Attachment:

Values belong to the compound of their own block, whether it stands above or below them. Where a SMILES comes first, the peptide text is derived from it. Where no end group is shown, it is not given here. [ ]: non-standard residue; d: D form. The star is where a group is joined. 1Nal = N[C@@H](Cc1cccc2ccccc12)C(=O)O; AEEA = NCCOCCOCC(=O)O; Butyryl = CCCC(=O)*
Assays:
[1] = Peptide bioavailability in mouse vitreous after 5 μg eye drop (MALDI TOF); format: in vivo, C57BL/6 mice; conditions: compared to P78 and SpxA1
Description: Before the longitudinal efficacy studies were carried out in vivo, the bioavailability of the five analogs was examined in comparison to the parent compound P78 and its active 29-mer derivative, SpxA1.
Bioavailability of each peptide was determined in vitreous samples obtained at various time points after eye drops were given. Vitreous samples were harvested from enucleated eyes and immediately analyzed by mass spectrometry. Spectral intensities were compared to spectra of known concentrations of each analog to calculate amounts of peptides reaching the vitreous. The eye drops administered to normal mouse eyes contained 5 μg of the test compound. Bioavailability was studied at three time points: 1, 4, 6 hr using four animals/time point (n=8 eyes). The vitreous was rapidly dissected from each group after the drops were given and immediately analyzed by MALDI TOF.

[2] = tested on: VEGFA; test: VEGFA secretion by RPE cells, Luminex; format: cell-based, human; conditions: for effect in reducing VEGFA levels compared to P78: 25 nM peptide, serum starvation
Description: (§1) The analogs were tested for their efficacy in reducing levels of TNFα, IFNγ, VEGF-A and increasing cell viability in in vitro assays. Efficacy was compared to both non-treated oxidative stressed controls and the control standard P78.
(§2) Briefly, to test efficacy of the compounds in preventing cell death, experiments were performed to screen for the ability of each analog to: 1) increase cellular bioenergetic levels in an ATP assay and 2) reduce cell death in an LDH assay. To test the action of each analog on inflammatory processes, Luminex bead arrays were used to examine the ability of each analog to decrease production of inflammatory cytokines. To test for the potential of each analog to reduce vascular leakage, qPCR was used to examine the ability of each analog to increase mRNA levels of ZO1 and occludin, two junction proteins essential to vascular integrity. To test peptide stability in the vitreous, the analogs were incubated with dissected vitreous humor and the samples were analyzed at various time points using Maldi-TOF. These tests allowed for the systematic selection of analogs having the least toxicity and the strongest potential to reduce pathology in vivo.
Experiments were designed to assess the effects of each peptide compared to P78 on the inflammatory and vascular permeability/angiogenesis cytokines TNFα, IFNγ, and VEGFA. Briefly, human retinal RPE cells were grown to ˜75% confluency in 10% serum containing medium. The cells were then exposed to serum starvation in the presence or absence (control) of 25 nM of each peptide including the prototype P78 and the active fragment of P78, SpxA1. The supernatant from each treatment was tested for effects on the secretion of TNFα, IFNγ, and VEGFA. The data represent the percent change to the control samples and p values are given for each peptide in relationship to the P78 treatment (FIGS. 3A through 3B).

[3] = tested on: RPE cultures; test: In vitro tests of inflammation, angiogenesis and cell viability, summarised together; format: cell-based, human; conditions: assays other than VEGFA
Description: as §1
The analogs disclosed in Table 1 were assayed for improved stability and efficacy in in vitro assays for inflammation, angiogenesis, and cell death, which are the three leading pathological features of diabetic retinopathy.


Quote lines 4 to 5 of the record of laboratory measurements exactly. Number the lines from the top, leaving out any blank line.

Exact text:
Description: Before the longitudinal efficacy studies were carried out in vivo, the bioavailability of the five analogs was examined in comparison to the parent compound P78 and its active 29-mer derivative, SpxA1.
Bioavailability of each peptide was determined in vitreous samples obtained at various time points after eye drops were given. Vitreous samples were harvested from enucleated eyes and immediately analyzed by mass spectrometry. Spectral intensities were compared to spectra of known concentrations of each analog to calculate amounts of peptides reaching the vitreous. The eye drops administered to normal mouse eyes contained 5 μg of the test compound. Bioavailability was studied at three time points: 1, 4, 6 hr using four animals/time point (n=8 eyes). The vitreous was rapidly dissected from each group after the drops were given and immediately analyzed by MALDI TOF.